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E46 (1999 - 2006)
The fourth generation 3 Series (E46 chassis) was introduced in 1999 and set the standard for engineering and performance during it's years of production including being named to Car & Driver's 10 best list every one of those years! ! -- View the E46 Wiki

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  #1  
Old 09-11-2011, 03:04 PM
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jonathan2263 jonathan2263 is offline
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Help needed. Drive pulley nut stuck.

I was going to replace the thermostat on my auto trans 03 325 today. I had read on the forum that if a sharp pull on the wrench doesn't loosen the water pump drive pulley nut(the 32 mm one) you can put the wrench on the nut and hit the wrench with a hammer to loosen the nut. Naturally, the wrench slipped and cracked the plastic coupler between the thermostat and upper radiator hose.

I was hoping to put this off until this spring but now, coolant has dripped on the belts so I'm going to do my whole cooling system. At about 70k miles, it's about time anyway.

So, two questions. First, is there a good way to remove that nut without the proper tool? I'm not averse to buying the tool, I'll need it again 70k from now. But I had read of other methods. I just couldn't get anything to work.

Does anyone have a sketch of the tool? I have the ability to manufacture one myself. I just need to know where to drill the holes.

Second question. Last year, I bought a waterpump from a former fester who sold his car and was selling spare parts cheap. The box it came in doesn't have the correct label on it. I'm sure it's correct but I just wanted to ask. Does this look like an E46 waterpump to you guys?

Thanks for your help and opinions guys. I'm surprisingly keeping a cool head about this setback but somehow it always seems what should have been an hour and 50 bucks, will now be about 4 hours and a lot more money. Oh well...
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  #2  
Old 09-11-2011, 03:17 PM
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Tfk Tfk is offline
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Looks correct. Run part numbers if you want.

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  #3  
Old 09-11-2011, 04:11 PM
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Borrowed this from the `Fanatics:

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View My Garage I just replaced my waterpump and installed pullies and I didnt even need this tool. All you have to do is stick a normal sized screwdriver in between the bolts and it will hold it in place. The only downside is that I bent the screwdriver but its not big deal. Also, my car has 117k on it and the waterpump has never been touched, so it wasnt just a case of a loose or newly installed nut.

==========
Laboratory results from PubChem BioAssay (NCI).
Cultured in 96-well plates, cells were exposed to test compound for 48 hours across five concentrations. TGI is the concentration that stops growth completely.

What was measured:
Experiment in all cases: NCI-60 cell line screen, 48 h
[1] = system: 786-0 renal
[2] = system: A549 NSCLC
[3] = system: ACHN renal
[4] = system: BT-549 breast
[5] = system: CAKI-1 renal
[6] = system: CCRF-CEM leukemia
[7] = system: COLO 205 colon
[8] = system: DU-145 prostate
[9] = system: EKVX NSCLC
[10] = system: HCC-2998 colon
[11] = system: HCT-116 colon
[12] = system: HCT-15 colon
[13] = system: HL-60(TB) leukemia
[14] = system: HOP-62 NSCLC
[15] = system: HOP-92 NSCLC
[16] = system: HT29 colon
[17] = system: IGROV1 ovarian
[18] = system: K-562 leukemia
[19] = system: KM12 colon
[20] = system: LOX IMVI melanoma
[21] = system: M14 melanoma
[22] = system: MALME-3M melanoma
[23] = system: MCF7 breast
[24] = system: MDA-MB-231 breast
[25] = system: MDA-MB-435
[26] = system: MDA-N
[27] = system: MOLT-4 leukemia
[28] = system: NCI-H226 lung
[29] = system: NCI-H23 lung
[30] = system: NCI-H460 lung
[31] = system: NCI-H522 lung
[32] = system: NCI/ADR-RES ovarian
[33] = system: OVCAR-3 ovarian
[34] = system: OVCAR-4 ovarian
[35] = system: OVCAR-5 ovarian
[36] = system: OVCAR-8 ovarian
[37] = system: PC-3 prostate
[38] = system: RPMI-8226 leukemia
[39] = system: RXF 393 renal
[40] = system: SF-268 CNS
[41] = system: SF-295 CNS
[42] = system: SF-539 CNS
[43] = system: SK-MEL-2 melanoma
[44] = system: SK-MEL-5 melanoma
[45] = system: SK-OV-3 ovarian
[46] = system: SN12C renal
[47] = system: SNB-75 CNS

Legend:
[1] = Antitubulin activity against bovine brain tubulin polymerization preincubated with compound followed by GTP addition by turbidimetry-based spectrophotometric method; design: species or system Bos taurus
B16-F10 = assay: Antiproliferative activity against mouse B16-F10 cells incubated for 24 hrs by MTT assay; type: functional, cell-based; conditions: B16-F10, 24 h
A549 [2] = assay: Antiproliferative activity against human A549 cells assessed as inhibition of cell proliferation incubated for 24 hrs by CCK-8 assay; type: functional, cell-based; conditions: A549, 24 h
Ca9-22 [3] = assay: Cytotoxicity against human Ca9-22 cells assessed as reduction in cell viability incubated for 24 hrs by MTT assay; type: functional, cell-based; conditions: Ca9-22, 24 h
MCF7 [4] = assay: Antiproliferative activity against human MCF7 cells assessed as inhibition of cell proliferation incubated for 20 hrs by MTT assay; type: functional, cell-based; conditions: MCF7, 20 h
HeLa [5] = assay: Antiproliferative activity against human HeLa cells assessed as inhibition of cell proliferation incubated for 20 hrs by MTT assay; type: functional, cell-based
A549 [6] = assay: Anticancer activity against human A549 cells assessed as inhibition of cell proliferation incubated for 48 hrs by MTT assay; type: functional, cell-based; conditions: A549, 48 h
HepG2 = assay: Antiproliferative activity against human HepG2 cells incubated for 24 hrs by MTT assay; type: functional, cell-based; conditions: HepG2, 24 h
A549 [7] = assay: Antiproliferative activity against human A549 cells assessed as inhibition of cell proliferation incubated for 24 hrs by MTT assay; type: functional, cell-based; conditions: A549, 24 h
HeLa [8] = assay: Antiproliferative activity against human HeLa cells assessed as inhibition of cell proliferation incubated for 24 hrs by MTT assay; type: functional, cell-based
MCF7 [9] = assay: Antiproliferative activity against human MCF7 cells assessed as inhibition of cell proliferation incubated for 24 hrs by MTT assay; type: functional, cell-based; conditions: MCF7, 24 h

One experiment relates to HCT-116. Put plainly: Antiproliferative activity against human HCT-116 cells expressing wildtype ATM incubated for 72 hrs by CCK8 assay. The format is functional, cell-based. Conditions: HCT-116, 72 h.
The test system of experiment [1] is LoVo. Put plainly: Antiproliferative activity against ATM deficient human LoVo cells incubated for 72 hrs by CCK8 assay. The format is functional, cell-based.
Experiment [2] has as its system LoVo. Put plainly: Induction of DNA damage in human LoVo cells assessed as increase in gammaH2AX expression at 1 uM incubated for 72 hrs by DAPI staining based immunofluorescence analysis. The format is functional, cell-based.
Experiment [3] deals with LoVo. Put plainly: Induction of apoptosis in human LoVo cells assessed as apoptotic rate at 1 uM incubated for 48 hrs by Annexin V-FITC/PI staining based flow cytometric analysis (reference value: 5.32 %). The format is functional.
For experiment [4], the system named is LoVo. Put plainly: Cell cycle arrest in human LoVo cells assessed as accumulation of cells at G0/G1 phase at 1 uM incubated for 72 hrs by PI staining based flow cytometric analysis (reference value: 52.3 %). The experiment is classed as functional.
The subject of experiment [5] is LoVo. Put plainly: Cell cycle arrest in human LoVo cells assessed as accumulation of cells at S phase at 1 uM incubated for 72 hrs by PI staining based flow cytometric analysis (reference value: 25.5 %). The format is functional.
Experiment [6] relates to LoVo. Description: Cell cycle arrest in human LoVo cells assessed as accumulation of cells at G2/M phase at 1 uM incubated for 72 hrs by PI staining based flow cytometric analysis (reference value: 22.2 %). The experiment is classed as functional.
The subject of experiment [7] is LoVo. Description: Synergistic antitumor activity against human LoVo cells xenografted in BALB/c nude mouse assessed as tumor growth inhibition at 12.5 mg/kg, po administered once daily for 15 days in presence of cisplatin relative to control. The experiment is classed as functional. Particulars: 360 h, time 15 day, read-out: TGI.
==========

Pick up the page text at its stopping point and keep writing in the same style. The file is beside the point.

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  #4  
Old 09-11-2011, 04:26 PM
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Quote:
Originally Posted by Fast Bob View Post
Borrowed this from the `Fanatics:

drummersam65
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Join Date: Apr 2005
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View My Garage I just replaced my waterpump and installed pullies and I didnt even need this tool. All you have to do is stick a normal sized screwdriver in between the bolts and it will hold it in place. The only downside is that I bent the screwdriver but its not big deal. Also, my car has 117k on it and the waterpump has never been touched, so it wasnt just a case of a loose or newly installed nut.
Yup, tried that. I was able to hold the pulley in place but then couldn't get enough leverage on the wrench to turn the nut. Maybe a breaker bar on the end of the screwdriver...

And, by the way, finally found a use for my obsolete campy headset wrench.
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  #5  
Old 09-11-2011, 04:47 PM
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charlesberry charlesberry is offline
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I have the tools and you're welcome to borrow them, and, I'm right down the street in Clinton.
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  #6  
Old 09-11-2011, 05:29 PM
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Quote:
Originally Posted by charlesberry View Post
I have the tools and you're welcome to borrow them, and, I'm right down the street in Clinton.
Thanks for the offer. I'm on a tight schedule, but I sent a pm to make arrangements.
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Old 09-11-2011, 07:02 PM
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Quote:
Originally Posted by jonathan2263 View Post
Does anyone have a sketch of the tool? I have the ability to manufacture one myself. I just need to know where to drill the holes.
Of course we have a CAD drawing of the tools!

Rest assured, quite a few people have successfully made their own tools from this CAD diagram (from Japan to Massachusetts).

Plus, any Home Depot or Bicycle Shop or Plumbing Store has a $5 equivalent that works just was well, say some.

It's all in the bestlinks!

- How to make your own BMW cooling system overhaul viscous fan clutch nut counterhold tools (1) (2)

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  #8  
Old 09-11-2011, 07:31 PM
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Thanks Bluebee, I knew I had seen that before, just couldn't find it. I will eventually make my own. For this time, looks like I'll be able to borrow one.

I actually do run a bicycle shop. We don't have anything that looks like that, but 32mm wrenches are common. I guess batting 500 ain't bad...
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Old 09-11-2011, 09:24 PM
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One more than one car I have had to whack it with a hammer more than a few times. But they almost always come off, you just have to hit it HARD with a 3lb mini sledge. And make sure you are hitting toward the drivers side of the car (reverse threaded).
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Old 09-11-2011, 09:27 PM
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theres also a trick with a string on how to get it off once its loose
saw a youtube video on it before
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Old 09-11-2011, 09:30 PM
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Quote: